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SPetty
03-11-2004, 10:19 AM
from
http://www.dallasnews.com/sharedcontent/dws/dn/latestnews/stories/031104dntextulia.cb21.html
(I think you have to register to see it...)


$5 million settlement reached in Tulia lawsuit
07:33 AM CST on Thursday, March 11, 2004
Associated Press


A $5 million settlement for Tulia residents targeted in a now-discredited drug bust many said was racially motivated will also end the narcotics task force that ran the sting, an attorney for the plaintiffs says.

The agreement with the city of Amarillo would disband the multi-agency task force that oversaw the sting's undercover agent, Tom Coleman, who is white, attorney Jeff Blackburn told The Associated Press late Wednesday. Details were to be released Thursday in a news conference in Amarillo.

Vanita Gupta, an attorney with the NAACP Legal Defense and Educational Fund who also represents the plaintiffs, commended the city of Amarillo for doing the right thing.

"It's not simply that Tom Coleman was a rogue officer," she said. "The city of Amarillo has recognized that federally funded task forces are ineffective tools of law enforcement and they operate as rogue task forces because they are unaccountable to any oversight mechanism."

Though the settlement involves a civil rights lawsuit filed last summer by two women whose drug charges were dropped after they provided alibis, all but one of the 46 arrested will receive some portion of the money. One defendant died before going to trial and is not included in the settlement, Blackburn said.

A claims administrator will determine how the funds will be apportioned.

Marcus Norris, city attorney in Amarillo, could not be reached for comment early Thursday.

On July 23, 1999, 44 people -- 37 of whom were black -- were arrested in the busts, which civil rights groups claimed were racially motivated. Coleman worked alone for 18 months and used no audio or video surveillance. Little or no corroborating evidence was introduced during the trials.

Some of the first defendants to go to trial received lengthy sentences, one as much as 90 years. The long sentences prompted other defendants to take plea agreements for lesser terms out of fear of lengthy sentences at trial.

The women who filed the lawsuit, Zuri Bossett and Tonya White, had warrants for their arrest on the day of the sweep but were not in Tulia. They were arrested later but had their charges dismissed in 2002.

Mediation is ongoing with others named in the lawsuit -- 26 counties and three cities that were involved with the Panhandle Regional Narcotics Trafficking Task Force.

The cases cast an often-unflattering light on the farming town of about 5,000 between Lubbock and Amarillo on the High Plains. Amarillo saw an "injustice" and wanted to right it, Blackburn said.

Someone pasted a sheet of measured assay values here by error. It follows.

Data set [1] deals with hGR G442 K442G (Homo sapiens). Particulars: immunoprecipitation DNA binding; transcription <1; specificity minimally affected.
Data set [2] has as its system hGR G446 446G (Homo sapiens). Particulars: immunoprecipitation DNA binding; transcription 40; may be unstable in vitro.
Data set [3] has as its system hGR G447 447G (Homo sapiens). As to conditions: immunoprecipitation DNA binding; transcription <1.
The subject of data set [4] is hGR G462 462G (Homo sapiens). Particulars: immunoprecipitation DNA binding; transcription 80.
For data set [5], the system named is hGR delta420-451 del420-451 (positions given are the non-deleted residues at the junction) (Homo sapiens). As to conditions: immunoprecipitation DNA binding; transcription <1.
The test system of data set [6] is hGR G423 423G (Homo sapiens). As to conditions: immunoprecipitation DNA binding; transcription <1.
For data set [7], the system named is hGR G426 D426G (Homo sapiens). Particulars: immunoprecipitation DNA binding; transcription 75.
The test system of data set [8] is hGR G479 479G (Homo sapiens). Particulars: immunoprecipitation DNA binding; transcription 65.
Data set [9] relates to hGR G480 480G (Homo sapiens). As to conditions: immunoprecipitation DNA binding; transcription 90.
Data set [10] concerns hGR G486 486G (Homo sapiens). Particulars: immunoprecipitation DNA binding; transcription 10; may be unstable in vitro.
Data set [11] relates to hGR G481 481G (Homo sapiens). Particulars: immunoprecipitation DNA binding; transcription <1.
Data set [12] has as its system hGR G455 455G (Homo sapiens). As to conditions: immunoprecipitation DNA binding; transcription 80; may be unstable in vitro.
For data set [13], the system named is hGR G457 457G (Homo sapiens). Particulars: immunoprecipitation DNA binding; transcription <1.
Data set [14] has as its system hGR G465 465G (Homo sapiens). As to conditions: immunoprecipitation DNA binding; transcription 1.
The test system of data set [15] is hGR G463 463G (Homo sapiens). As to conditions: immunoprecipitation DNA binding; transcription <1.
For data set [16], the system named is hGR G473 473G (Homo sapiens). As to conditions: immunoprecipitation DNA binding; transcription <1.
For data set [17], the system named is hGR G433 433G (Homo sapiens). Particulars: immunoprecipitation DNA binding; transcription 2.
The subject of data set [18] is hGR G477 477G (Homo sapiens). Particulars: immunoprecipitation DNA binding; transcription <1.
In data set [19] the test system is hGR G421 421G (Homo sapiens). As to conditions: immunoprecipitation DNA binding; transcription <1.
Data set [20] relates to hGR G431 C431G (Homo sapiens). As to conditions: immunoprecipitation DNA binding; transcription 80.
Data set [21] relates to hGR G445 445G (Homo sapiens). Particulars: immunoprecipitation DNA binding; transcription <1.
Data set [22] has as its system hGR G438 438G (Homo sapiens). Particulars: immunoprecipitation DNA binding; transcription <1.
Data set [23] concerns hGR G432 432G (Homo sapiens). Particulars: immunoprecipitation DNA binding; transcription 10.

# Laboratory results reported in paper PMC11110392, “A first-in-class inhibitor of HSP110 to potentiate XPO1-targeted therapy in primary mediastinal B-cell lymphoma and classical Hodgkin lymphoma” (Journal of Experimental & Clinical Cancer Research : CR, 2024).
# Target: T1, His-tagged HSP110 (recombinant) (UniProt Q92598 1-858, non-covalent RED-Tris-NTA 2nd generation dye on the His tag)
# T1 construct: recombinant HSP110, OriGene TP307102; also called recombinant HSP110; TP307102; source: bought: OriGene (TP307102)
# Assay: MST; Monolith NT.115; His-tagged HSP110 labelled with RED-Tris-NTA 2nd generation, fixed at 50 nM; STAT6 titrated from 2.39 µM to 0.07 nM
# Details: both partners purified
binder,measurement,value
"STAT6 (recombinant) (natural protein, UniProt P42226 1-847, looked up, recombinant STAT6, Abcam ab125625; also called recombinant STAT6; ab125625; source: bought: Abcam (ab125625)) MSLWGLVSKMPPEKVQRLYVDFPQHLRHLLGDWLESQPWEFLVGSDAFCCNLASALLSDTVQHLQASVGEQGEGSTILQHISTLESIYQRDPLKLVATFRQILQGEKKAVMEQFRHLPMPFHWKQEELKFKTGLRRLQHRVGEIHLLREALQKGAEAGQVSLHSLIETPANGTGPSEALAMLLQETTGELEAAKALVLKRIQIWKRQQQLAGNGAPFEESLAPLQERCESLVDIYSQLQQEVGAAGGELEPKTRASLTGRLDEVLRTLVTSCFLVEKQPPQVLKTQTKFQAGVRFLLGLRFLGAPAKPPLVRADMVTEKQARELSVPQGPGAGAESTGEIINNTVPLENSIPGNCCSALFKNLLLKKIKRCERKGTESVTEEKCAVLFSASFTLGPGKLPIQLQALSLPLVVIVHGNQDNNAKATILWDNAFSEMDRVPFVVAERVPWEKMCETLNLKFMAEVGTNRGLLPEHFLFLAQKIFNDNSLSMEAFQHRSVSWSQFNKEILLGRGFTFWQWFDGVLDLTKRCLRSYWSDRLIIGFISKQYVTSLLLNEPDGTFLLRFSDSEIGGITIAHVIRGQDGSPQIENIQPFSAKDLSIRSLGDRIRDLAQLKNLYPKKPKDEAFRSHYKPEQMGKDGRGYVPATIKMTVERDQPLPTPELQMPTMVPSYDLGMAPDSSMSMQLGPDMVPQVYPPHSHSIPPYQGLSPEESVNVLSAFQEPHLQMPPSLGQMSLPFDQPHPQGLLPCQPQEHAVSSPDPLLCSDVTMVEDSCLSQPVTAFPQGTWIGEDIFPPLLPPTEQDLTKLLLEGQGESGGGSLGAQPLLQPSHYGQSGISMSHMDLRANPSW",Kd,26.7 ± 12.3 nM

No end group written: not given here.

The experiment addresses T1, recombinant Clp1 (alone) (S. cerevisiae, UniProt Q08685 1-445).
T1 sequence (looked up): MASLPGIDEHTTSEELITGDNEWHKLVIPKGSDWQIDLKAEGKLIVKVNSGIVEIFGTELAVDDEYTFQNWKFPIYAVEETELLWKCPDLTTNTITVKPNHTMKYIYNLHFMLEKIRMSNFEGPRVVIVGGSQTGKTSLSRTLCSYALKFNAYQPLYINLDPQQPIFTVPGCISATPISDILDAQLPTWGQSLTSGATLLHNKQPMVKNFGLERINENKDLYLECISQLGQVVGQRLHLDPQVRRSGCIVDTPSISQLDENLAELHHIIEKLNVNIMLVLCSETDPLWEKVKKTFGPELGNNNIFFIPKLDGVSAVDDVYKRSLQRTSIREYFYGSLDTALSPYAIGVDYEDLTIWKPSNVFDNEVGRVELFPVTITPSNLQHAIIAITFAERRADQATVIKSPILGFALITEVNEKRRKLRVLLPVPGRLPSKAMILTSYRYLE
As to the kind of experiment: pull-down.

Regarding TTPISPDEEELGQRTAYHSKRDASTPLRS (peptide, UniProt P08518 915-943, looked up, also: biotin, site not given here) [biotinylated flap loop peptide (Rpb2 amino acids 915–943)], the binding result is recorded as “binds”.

"The action of the city settling shows a leadership by a city in the Texas Panhandle that few would have expected," he said.

The women's lawsuit accused the counties and cities involved in the task force of violating the women's constitutional rights and directing racial bias against Tulia's black population.

Charges against Bossett were dropped in July 2002 after prosecutors and defense attorneys reached an agreement.

White's charges were dropped in April 2002 after she produced a bank deposit slip with her signature that proved she was in Oklahoma when Coleman alleged he sold drugs to her.

The women's suit was filed Aug. 22, the same day Gov. Rick Perry pardoned 35 prosecuted in the Tulia cases.

Following evidentiary hearings in which a judge pronounced Coleman "simply not a credible witness under oath," Swisher County officials approved a $250,000 settlement for those imprisoned on Coleman's word. In exchange, those defendants promised not to sue the county. Bossett and White did not receive any of the settlement because their charges had been dropped.

Coleman is scheduled to stand trial May 24 on perjury charges related to testimony he gave during evidentiary hearings in March 2003.

Wally_in_Cincy
03-11-2004, 10:33 AM
<blockquote><font class="small">Quote SPetty:</font><hr>
...Coleman is scheduled to stand trial May 24 on perjury charges related to testimony he gave during evidentiary hearings in March 2003.
<hr /></blockquote>

I hope they hammer his ass with some serious time. Nothing worse than a rogue cop. There has to be a penalty for ruining peoples' lives.

SpiderMan
03-11-2004, 10:49 AM
Something doesn't add up there. Plaintiffs received $250,000 in exchange for an agreement not to sue, then sued for millions?

SpiderMan

eg8r
03-11-2004, 03:37 PM
I had never even heard about this till Q was asking me about it. I am glad it is getting tossed out and Coleman is going to trial.

eg8r &lt;~~Still has no idea how Q thought this was Bush's fault

Wally_in_Cincy
03-13-2004, 08:11 AM
<blockquote><font class="small">Quote eg8r:</font><hr> ...eg8r &lt;~~Still has no idea how Q thought this was Bush's fault <hr /></blockquote>

That's nothing. Paul Begala blamed Bush for what happened in Jasper TX and also the death of Matthew Shephard.

Qtec
03-13-2004, 11:44 AM
I never said it was GW,s fault. As usual, you are wrong.

All I said was that a great injustice had been done. Thats all.

Q

eg8r
03-13-2004, 10:19 PM
[ QUOTE ]
I never said it was GW,s fault. As usual, you are wrong.

All I said was that a great injustice had been done. Thats all.
<hr /></blockquote> No you were never to stupid to actually type that, it was your loudspeaker implications that said it. I think the first time you brought it up was in one of your Bush bashing threads.

By any chance, were you going to comment on this thread, since you took the time out to try and correct me. Surely you are not too busy, to address the real point of this thread.

eg8r